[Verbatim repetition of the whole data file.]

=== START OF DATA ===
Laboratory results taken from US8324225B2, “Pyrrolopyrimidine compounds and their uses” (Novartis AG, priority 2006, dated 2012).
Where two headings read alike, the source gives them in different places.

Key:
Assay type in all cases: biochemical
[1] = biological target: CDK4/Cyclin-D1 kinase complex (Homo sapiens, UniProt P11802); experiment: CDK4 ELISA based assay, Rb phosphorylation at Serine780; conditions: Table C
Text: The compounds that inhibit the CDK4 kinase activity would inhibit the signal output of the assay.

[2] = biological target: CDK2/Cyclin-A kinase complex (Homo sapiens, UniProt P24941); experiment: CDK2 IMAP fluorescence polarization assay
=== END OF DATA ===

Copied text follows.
Laboratory results taken from US8324225B2, “Pyrrolopyrimidine compounds and their uses” (Novartis AG, priority 2006, dated 2012).
Where two headings read alike, the source gives them in different places.

Key:
Assay type in all cases: biochemical
[1] = biological target: CDK4/Cyclin-D1 kinase complex (Homo sapiens, UniProt P11802); experiment: CDK4 ELISA based assay, Rb phosphorylation at Serine780; conditions: Table C
Text: The compounds that inhibit the CDK4 kinase activity would inhibit the signal output of the assay.

[2] = biological target: CDK2/Cyclin-A kinase complex (Homo sapiens, UniProt P24941); experiment: CDK2 IMAP fluorescence polarization assay